Film #287: DAWN OF THE PLANET OF THE APES
Dawn of the Planet of the Apes
3 out of 5 stars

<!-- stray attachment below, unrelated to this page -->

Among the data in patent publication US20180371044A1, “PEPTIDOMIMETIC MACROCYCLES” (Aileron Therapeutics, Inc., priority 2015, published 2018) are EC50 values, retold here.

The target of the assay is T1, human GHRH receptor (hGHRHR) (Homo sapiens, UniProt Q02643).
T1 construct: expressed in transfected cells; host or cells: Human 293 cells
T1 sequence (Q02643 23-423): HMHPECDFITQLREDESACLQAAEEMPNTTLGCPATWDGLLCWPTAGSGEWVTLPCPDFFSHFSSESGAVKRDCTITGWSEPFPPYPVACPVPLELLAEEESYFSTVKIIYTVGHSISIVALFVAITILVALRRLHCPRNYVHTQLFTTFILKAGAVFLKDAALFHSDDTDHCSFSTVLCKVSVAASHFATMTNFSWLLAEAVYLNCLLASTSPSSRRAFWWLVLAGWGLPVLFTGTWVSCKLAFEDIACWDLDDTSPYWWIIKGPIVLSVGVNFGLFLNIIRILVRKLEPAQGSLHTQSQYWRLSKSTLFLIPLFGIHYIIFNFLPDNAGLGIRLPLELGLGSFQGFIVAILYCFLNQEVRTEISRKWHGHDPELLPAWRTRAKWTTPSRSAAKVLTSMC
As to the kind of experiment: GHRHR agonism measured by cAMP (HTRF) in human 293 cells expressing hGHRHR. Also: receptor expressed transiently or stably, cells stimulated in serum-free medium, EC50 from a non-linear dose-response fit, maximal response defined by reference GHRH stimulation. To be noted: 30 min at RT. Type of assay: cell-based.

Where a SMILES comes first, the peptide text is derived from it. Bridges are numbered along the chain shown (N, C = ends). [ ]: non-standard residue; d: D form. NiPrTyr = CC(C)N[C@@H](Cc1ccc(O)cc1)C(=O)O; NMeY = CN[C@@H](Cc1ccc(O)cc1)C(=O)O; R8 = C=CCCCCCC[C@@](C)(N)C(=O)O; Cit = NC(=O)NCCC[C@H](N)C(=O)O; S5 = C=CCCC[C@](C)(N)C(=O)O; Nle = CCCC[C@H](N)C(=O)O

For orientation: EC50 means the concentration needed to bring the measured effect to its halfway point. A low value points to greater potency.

Let me say at the outset, I’m in the bag for these films. I loved the 1968 Franklin J Schaffner / Charlton Heston film and I remember all of the sequels fondly. When the reboot came along, I was skeptical, but ended up enjoying it greatly. I thought they handled the premise with respect and honored all that had gone before. So, going into the DAWN, I was ready to enjoy the goings-on. As it turns out, I got a lot of what I wanted, but I also got a lot that I didn’t. Directed by Matt Reeves (LET ME IN, FELICITY), this follow-up to the successful RISE OF THE PLANET OF THE APES arrives furthering the story in some ways, but also devolving into a very ‘paint by numbers’ ending. Starring Gary Oldman, Keri Russell, Andy Serkis, and Jason Clarke, the acting is all suitably earnest and fine. Oldman shouts his way through his role as human leader while Russell and Clarke stand around looked wide-eyed. The real star of this film (and the others) is Serkis, who is, in a word, amazing. The roll-out of the film is handled well. It informs the audience and brings them up to speed quickly and efficiently. Film score by Michael Giacchino (INCREDIBLES 2, JURASSIC WORLD, LOST) is also fine. The film is a solid dystopian tale and everything is handled well. Exposition is given efficiently and the ape’s use of sign language is novel and inventive. Yes, there are many plot inconsistencies (what did the human’s eat and where did they get it? They say that, with electrical power, they could contact others, but they have diesel generators and don’t think to try to radio out?), but the film’s momentum carries the tale forward. Here’s where we hit the skid. The second act drags miserably, becoming exceedingly ‘fill in the blanks’ (Turn-coat friend? Check! Bond between human leads and apes solidified? Check! Hero incapacitated at a crucial time? Check!). You can almost set your watch by it. So, by the start of the third act (with its chimp-friendly machine guns and unending magazines), you kind of just don’t care anymore. Watching the film, I had a weird realization… and follow me on this one. In a weird way, one of the film’s central themes (Caesar’s journey) reminded me a lot of what happened to Don Corleone in THE GODFATHER: the betrayal, the attempted murder, the recovery. Watch the film and tell me I’m wrong. In the end though, DAWN is a well-constructed, but misguided effort. With the film’s nicely-handled introduction, we’re primed for a sweeping tale. Instead, the film sputters into political intrigue, and then, it takes a hard turn for the ‘action ending’ rather than one that might resonate more. Well worth seeing, but go in knowing it runs lean on gas towards the end.